Saint Paul Public Library, St. Paul, MN

Increasing awareness of open data through community conversations

Partner organization: Saint Paul’s Office of Technology and Communications

Library roles played: Connecting data users, Showing the importance of civic data, Developing civic data literacy, Increasing the library’s capacity

Saint Paul Public Library worked with local government to increase awareness of civic data through multiple strategies: creating informational media describing local open data, presenting public events, and offering trainings for library staff. The work they were doing was emergent, so the team needed to be adaptive to learning about audience needs and changing roles within the team itself. To further the work, the team proactively designed strategies to institutionalize the library’s role in the local civic data ecosystem.

For our project, we identified an opportunity to create a more data literate community and a more responsive, inclusive city government by: (1) increasing awareness of the civic data available in general and in particular the City of Saint Paul’s Open Information portal, (2) creating opportunities for both connected and disconnected residents to engage more deeply with data that is relevant to their community, and (3) developing a framework for gathering and responding to feedback and common questions.

To increase awareness of open data, we created an Open Saint Paul brochure to illustrate what open data is, what is collected, how it is shared, and what are the benefits, rights, and responsibilities of both civic data owners and everyday users.

Open Saint Paul Brochure (front)
Open Saint Paul Brochure (back)

We also designed and presented a series of events aimed at giving residents the opportunity to understand and discuss civic data opportunities and challenges. We held the events at three of our most visited libraries, all in diverse neighborhoods that have historically experienced an under-investment in technology. The events included panel discussions with local experts and data intermediaries, with questions focused on the use of open and civic data in community settings. To further engage attendees and boost data literacy, we gave an overview of the information portal, replicated hands-on activities from Detroit Digital Justice Coalition’s DiscoTech model, and most importantly provided healthy food and drinks at every session.

We also provided training for library staff, which included an introduction to the City’s open data properties as well as the technical knowledge necessary to help library patrons with its operation. We realized that this training was necessary, as there was a general lack of awareness about open data across the City. We completed multiple training sessions before our events started to ensure that library staff would be prepared to answer questions once we had our events as well as our paper guide available for the public.

Reaching disconnected residents at the scale we intended proved to be challenging. The formality of a panel structure may have caused some apprehension, but our promotion of the events was not as dispersed in the community as we initially intended. We promoted the events through the brochure, flyers and a social media campaign that were well received and piqued the interests of individuals and organizations seeking to share their projects or work with the City. However, we did not see as much in-person interest and perhaps more print or earned media was needed. Where we saw the most interest from people without a data background was at the events themselves. During our second event, we were in a busy combined Library and Parks & Recreation space where after 15 minutes of zero attendees, an announcement was made over the loudspeaker. Soon we had an all-ages crowd that had questions for almost every panelist and were excited to jump into activities. This led us to think that less emphasis on splashy marketing and more informal pop-up or tabling events would be better received.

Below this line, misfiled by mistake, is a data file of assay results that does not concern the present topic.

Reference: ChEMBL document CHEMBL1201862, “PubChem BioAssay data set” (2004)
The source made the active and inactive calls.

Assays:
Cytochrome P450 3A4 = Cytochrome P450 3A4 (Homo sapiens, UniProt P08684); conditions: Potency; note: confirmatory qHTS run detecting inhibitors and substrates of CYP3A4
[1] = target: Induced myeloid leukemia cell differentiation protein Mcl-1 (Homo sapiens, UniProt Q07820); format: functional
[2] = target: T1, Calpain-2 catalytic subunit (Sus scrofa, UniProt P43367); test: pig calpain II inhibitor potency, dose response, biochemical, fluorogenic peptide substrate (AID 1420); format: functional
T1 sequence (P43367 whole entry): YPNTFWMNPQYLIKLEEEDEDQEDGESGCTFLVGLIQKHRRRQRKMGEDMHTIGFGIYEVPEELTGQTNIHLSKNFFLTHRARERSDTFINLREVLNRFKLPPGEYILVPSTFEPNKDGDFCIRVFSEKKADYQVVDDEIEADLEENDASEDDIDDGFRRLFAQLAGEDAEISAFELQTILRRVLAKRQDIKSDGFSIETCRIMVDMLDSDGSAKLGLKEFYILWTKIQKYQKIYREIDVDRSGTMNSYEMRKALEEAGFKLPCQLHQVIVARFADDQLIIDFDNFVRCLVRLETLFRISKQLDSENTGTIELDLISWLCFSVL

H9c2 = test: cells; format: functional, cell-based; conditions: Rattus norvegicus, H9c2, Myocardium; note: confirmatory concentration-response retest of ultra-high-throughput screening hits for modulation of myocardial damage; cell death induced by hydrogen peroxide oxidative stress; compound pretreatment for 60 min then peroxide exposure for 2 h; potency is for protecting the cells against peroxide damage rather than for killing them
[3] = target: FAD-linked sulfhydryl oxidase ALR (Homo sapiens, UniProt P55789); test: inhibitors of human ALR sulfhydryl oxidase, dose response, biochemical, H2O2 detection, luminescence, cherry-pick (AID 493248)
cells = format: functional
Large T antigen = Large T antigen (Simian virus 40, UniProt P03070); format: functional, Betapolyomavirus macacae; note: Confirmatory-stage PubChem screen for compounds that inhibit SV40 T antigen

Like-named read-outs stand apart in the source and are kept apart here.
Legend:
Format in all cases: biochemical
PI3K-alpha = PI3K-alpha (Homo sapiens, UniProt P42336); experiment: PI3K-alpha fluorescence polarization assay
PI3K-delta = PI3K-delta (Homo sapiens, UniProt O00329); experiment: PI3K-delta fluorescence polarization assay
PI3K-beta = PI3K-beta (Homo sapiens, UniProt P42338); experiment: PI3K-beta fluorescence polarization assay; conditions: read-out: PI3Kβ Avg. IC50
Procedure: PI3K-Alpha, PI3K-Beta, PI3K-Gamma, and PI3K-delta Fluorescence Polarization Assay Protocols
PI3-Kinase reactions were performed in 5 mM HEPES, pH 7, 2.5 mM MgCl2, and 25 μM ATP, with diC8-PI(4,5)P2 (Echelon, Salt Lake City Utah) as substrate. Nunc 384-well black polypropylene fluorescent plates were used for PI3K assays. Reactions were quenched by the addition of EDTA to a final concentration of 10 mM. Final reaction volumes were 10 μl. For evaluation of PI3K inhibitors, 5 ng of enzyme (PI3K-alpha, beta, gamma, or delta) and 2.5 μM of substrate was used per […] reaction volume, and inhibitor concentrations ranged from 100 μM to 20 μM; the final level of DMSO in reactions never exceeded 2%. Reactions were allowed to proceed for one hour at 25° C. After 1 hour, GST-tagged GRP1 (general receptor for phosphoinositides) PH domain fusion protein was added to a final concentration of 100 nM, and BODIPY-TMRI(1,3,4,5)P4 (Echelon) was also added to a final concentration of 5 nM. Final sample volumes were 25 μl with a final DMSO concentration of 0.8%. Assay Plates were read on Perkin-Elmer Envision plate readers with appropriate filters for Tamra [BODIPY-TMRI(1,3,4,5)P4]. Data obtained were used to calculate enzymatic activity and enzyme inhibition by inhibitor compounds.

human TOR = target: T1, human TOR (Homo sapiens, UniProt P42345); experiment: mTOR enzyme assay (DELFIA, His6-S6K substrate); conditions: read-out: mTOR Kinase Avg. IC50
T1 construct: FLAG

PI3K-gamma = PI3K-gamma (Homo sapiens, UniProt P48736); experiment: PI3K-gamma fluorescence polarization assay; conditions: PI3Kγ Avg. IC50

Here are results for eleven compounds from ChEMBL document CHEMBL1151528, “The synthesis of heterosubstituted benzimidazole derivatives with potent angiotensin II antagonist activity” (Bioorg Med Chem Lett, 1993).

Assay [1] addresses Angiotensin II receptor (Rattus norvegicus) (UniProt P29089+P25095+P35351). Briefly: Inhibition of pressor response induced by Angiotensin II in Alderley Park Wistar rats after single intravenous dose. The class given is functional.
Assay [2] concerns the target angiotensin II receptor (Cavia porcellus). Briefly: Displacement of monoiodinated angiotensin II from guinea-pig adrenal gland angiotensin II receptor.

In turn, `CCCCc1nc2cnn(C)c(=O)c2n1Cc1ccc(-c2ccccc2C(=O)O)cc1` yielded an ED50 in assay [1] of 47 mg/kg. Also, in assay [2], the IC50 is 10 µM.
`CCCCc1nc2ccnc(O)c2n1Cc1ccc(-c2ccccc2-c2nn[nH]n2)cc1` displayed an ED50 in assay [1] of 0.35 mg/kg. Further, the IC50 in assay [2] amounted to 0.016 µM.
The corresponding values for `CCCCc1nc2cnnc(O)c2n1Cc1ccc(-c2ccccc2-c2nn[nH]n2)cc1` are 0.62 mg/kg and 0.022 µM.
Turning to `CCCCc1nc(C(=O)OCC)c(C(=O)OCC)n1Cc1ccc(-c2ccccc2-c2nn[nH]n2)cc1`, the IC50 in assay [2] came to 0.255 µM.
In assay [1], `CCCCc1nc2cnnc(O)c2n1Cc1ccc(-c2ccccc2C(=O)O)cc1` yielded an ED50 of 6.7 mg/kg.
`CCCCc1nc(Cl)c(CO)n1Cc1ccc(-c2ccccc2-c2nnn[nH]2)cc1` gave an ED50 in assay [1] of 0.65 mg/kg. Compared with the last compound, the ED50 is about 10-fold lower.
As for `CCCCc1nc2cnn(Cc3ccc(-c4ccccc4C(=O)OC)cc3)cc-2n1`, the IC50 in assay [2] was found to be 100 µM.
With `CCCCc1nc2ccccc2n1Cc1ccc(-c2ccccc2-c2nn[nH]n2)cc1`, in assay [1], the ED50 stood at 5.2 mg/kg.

In the next section, the Saint Paul project team reflects on aspects that helped their library grow in supporting civic data. Specifically, they highlight the importance of taking a project management approach, creating multiple versions of events at different scales, and getting buy-in and support from library leadership to spread the work across the organization.

As team roles changed throughout the project, we decided to write a project charter about halfway through to outline the opportunity, scope, roles and expectations. We recommend doing this from the start to keep momentum and communication going through the sometimes inevitable staff and organizational changes of public service.

As team roles changed throughout the project, we decided to write a project charter about halfway through to outline the opportunity, scope, roles and expectations. We recommend doing this from the start to keep momentum and communication going through the sometimes inevitable staff and organizational changes of public service.

This project helped to elevate the importance of the work and has allowed us to develop our project with an eye towards sustaining it into the future. We have been able to not only create events to meet our current objective but have taken the time to develop smaller versions of our events.

To give us the space to continue the work, we have included leadership in our plans to develop a template-building component related to this project and tied it to overall department strategic objectives. We will be able to use these templates in our individual departments as well as in our collaboration.

Learn more:

Project Team:

  • Xenia Hernández, Saint Paul Public Library

  • Derek Engelking, City of Saint Paul